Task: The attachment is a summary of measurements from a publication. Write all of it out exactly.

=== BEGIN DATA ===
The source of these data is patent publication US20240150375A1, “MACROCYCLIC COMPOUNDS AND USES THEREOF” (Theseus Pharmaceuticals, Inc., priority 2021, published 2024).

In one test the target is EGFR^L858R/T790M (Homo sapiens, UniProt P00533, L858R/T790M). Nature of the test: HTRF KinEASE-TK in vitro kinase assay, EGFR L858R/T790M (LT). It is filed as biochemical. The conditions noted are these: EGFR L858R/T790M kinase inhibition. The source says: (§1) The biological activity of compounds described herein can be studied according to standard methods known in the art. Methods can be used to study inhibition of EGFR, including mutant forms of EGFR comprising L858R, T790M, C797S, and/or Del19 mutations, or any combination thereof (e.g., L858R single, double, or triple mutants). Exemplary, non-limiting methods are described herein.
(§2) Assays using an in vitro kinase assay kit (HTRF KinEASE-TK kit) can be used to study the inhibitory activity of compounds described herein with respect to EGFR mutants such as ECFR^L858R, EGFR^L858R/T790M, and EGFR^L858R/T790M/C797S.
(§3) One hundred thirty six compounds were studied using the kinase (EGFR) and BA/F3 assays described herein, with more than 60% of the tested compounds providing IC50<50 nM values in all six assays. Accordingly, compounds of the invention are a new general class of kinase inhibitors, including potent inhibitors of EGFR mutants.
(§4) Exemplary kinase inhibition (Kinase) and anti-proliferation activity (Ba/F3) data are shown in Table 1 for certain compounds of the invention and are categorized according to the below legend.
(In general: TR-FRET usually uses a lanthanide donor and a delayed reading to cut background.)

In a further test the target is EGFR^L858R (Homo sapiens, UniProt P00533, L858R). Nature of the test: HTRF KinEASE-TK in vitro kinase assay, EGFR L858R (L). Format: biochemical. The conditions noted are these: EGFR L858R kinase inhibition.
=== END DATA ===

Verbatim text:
The source of these data is patent publication US20240150375A1, “MACROCYCLIC COMPOUNDS AND USES THEREOF” (Theseus Pharmaceuticals, Inc., priority 2021, published 2024).

In one test the target is EGFR^L858R/T790M (Homo sapiens, UniProt P00533, L858R/T790M). Nature of the test: HTRF KinEASE-TK in vitro kinase assay, EGFR L858R/T790M (LT). It is filed as biochemical. The conditions noted are these: EGFR L858R/T790M kinase inhibition. The source says: (§1) The biological activity of compounds described herein can be studied according to standard methods known in the art. Methods can be used to study inhibition of EGFR, including mutant forms of EGFR comprising L858R, T790M, C797S, and/or Del19 mutations, or any combination thereof (e.g., L858R single, double, or triple mutants). Exemplary, non-limiting methods are described herein.
(§2) Assays using an in vitro kinase assay kit (HTRF KinEASE-TK kit) can be used to study the inhibitory activity of compounds described herein with respect to EGFR mutants such as ECFR^L858R, EGFR^L858R/T790M, and EGFR^L858R/T790M/C797S.
(§3) One hundred thirty six compounds were studied using the kinase (EGFR) and BA/F3 assays described herein, with more than 60% of the tested compounds providing IC50<50 nM values in all six assays. Accordingly, compounds of the invention are a new general class of kinase inhibitors, including potent inhibitors of EGFR mutants.
(§4) Exemplary kinase inhibition (Kinase) and anti-proliferation activity (Ba/F3) data are shown in Table 1 for certain compounds of the invention and are categorized according to the below legend.
(In general: TR-FRET usually uses a lanthanide donor and a delayed reading to cut background.)

In a further test the target is EGFR^L858R (Homo sapiens, UniProt P00533, L858R). Nature of the test: HTRF KinEASE-TK in vitro kinase assay, EGFR L858R (L). Format: biochemical. The conditions noted are these: EGFR L858R kinase inhibition.